ICD-9 Procedure[For dates of service prior to 10/01/2015]
81.01Atlas-axis spinal fusion
81.02Other cervical fusion of the anterior column, anterior technique
81.03Other cervical fusion of the posterior column, posterior technique
81.31Refusion of atlas-axis spine
81.32Refusion of other cervical spine, anterior column, anterior technique
81.33Refusion of other cervical spine, posterior column, posterior technique
  
ICD-9 Diagnosis[For dates of service prior to 10/01/2015]
 All diagnoses
  
ICD-10 Procedure[For dates of service on or after 10/01/2015]
0RG0070-0RG00ZJFusion of occipital-cervical joint, open approach [anterior/posterior approach, with or without device; includes codes 0RG0070, 0RG0071, 0RG007J, 0RG00A0, 0RG00A1, 0RG00AJ, 0RG00J0, 0RG00J1, 0RG00JJ, 0RG00K0, 0RG00K1, 0RG00KJ, 0RG00Z0, 0RG00Z1, 0RG00ZJ]
0RG0470-0RG04ZJFusion of occipital-cervical joint, percutaneous endoscopic approach [anterior/posterior approach, with or without device; includes codes 0RG0470, 0RG0471, 0RG047J, 0RG04A0, 0RG04A1, 0RG04AJ, 0RG04J0, 0RG04J1, 0RG04JJ, 0RG04K0, 0RG04K1, 0RG04KJ, 0RG04Z0, 0RG04Z1, 0RG04ZJ]
0RG1070-0RG10ZJFusion of cervical vertebral joint, open approach [anterior/posterior approach, with or without device; includes codes 0RG1070, 0RG1071, 0RG107J, 0RG10A0, 0RG10A1, 0RG10AJ, 0RG10J0, 0RG10J1, 0RG10JJ, 0RG10K0, 0RG10K1, 0RG10KJ, 0RG10Z0, 0RG10Z1, 0RG10ZJ]
0RG1470-0RG14ZJFusion of cervical vertebral joint, percutaneous endoscopic approach [anterior/posterior approach, with or without device; includes codes 0RG1470, 0RG1471, 0RG147J, 0RG14A0, 0RG14A1, 0RG14AJ, 0RG14J0, 0RG14J1, 0RG14JJ, 0RG14K0, 0RG14K1, 0RG14KJ, 0RG14Z0, 0RG14Z1, 0RG14ZJ]
0RG2070-0RG20ZJFusion of 2 or more cervical vertebral joints, open approach [anterior/posterior approach, with or without device; includes codes 0RG2070, 0RG2071, 0RG207J, 0RG20A0, 0RG20A1, 0RG20AJ, 0RG20J0, 0RG20J1, 0RG20JJ, 0RG20K0, 0RG20K1, 0RG20KJ, 0RG20Z0, 0RG20Z1, 0RG20ZJ]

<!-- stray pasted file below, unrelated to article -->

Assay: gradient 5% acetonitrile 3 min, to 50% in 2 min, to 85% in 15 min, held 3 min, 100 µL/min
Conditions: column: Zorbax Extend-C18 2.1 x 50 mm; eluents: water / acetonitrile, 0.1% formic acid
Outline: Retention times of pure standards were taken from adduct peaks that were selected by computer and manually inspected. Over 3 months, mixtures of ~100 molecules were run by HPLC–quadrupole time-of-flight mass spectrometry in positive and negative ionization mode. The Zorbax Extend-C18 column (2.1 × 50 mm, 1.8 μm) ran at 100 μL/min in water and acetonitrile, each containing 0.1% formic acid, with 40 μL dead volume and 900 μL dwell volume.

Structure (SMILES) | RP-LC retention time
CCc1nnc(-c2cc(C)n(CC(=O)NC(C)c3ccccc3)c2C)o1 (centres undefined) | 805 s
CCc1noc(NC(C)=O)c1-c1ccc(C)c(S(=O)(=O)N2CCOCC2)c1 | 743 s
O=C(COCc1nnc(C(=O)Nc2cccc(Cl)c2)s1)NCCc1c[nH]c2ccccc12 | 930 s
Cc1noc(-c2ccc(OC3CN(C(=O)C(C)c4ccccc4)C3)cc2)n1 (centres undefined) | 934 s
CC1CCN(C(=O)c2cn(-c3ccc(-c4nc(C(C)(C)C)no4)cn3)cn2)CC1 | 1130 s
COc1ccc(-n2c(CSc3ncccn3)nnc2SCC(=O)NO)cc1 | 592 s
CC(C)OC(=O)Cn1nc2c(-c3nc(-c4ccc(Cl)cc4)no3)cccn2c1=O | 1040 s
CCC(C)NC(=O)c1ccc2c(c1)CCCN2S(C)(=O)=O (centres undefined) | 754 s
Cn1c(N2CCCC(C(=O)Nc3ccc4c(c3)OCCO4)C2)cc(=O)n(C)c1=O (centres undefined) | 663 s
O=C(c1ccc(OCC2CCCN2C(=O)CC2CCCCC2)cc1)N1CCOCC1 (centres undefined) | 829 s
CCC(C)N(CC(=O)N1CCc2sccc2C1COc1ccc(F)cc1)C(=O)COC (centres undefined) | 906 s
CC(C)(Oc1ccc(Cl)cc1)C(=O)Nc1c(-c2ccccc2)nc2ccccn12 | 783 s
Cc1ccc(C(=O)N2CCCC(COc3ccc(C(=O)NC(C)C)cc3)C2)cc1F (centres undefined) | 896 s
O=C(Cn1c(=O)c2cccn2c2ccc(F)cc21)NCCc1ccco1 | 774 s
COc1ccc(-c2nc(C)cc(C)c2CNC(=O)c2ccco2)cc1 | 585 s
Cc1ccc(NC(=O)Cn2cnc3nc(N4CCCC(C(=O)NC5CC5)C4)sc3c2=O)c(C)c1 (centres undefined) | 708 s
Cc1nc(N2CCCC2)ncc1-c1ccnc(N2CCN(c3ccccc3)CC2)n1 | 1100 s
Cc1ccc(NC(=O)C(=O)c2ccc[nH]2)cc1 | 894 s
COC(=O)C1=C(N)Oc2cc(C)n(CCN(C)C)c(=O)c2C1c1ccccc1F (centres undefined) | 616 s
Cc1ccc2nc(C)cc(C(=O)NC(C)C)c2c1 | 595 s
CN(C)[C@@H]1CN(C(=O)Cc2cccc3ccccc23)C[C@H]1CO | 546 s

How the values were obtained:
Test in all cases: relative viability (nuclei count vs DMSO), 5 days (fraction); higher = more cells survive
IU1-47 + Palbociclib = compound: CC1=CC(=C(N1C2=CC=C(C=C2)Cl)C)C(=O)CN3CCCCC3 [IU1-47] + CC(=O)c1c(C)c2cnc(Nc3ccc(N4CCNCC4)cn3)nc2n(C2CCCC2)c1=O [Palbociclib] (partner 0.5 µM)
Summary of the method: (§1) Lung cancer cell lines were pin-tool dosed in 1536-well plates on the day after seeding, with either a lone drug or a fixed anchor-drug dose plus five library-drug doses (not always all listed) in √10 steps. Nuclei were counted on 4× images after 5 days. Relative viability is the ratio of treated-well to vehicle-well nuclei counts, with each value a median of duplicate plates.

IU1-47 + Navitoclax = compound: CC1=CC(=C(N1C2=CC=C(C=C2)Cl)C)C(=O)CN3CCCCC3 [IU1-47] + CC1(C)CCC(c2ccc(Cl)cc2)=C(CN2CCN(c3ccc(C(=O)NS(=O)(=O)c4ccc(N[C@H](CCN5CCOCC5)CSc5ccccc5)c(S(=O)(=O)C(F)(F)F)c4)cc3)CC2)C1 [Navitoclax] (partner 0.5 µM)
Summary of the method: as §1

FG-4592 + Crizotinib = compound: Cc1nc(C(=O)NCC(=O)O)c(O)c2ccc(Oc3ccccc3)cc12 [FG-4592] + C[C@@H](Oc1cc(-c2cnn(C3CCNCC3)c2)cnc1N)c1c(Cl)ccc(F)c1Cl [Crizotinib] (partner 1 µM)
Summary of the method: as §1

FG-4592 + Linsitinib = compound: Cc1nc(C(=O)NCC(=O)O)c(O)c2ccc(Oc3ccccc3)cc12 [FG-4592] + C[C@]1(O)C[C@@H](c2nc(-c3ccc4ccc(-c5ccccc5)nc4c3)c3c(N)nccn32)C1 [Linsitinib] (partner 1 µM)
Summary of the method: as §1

0RG2470-0RG24ZJFusion of 2 or more cervical vertebral joints, percutaneous endoscopic approach [anterior/posterior approach, with or without device; includes codes 0RG2470, 0RG2471, 0RG247J, 0RG24A0, 0RG24A1, 0RG24AJ, 0RG24J0, 0RG24J1, 0RG24JJ, 0RG24K0, 0RG24K1, 0RG24KJ, 0RG24Z0, 0RG24Z1, 0RG24ZJ]
  
ICD-10 Diagnosis[For dates of service on or after 10/01/2015]
 All diagnoses
  
Discussion/General Information

Cervical (neck) fusion is a surgical technique which stabilizes and eliminates the motion between the adjacent vertebral segments of the spine by fusing two or more cervical vertebrae in the spinal column. The procedure involves permanent fusion (uniting together) of the adjacent vertebrae (segments) using bone graft material taken from another bone in the individual's body (autograft) or from a bone bank (allograft). These types of bone grafting material, with or without plating, have been suggested as the "gold standard" for cervical fusion. During cervical fusion procedures, the spine is accessed and the graft is placed from either the front (anterior approach), the back (posterior approach), or may involve a combination of both approaches. Cervical fusion may be performed with or without instrumentation, and may involve supplemental hardware such as plates, rods, screws, wires or cages that act as a splint until the bone graft fuses (heals). A systematic review of randomized controlled trials found no consistent evidence for use of cages over autograft for cervical spinal fusion (Jacobs, 2011). Other surgical procedures performed in conjunction with cervical fusion may include, but are not limited to, corpectomy, facetectomy, foraminectomy, foraminotomy, laminectomy, laminotomy, or laminoplasty. These procedures may be successful in treating most individuals with persistent pain and neurologic symptoms that have been unresponsive to nonsurgical treatment.